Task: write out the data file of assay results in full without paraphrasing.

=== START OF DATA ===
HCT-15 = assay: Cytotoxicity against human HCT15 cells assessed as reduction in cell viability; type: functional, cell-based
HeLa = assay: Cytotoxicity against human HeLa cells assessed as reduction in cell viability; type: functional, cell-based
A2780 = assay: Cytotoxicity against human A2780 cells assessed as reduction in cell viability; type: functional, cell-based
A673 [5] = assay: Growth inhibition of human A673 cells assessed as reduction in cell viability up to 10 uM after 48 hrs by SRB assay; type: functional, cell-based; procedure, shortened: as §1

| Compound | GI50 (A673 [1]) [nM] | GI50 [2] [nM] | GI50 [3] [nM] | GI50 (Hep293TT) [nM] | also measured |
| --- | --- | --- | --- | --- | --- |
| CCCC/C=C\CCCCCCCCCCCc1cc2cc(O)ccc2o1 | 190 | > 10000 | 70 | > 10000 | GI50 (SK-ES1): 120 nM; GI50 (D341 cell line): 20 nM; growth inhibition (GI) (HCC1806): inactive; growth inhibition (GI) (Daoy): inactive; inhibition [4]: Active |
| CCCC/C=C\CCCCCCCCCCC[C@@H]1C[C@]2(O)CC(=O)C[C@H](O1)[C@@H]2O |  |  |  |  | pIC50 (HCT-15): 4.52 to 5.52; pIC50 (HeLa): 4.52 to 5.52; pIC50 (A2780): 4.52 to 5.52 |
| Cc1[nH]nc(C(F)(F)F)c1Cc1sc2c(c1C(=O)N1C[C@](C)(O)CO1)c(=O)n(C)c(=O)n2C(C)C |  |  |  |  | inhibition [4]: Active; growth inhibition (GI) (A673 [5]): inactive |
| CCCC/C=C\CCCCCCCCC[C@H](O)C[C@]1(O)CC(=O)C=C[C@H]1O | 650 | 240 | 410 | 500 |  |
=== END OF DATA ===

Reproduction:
HCT-15 = assay: Cytotoxicity against human HCT15 cells assessed as reduction in cell viability; type: functional, cell-based
HeLa = assay: Cytotoxicity against human HeLa cells assessed as reduction in cell viability; type: functional, cell-based
A2780 = assay: Cytotoxicity against human A2780 cells assessed as reduction in cell viability; type: functional, cell-based
A673 [5] = assay: Growth inhibition of human A673 cells assessed as reduction in cell viability up to 10 uM after 48 hrs by SRB assay; type: functional, cell-based; procedure, shortened: as §1

| Compound | GI50 (A673 [1]) [nM] | GI50 [2] [nM] | GI50 [3] [nM] | GI50 (Hep293TT) [nM] | also measured |
| --- | --- | --- | --- | --- | --- |
| CCCC/C=C\CCCCCCCCCCCc1cc2cc(O)ccc2o1 | 190 | > 10000 | 70 | > 10000 | GI50 (SK-ES1): 120 nM; GI50 (D341 cell line): 20 nM; growth inhibition (GI) (HCC1806): inactive; growth inhibition (GI) (Daoy): inactive; inhibition [4]: Active |
| CCCC/C=C\CCCCCCCCCCC[C@@H]1C[C@]2(O)CC(=O)C[C@H](O1)[C@@H]2O |  |  |  |  | pIC50 (HCT-15): 4.52 to 5.52; pIC50 (HeLa): 4.52 to 5.52; pIC50 (A2780): 4.52 to 5.52 |
| Cc1[nH]nc(C(F)(F)F)c1Cc1sc2c(c1C(=O)N1C[C@](C)(O)CO1)c(=O)n(C)c(=O)n2C(C)C |  |  |  |  | inhibition [4]: Active; growth inhibition (GI) (A673 [5]): inactive |
| CCCC/C=C\CCCCCCCCC[C@H](O)C[C@]1(O)CC(=O)C=C[C@H]1O | 650 | 240 | 410 | 500 |  |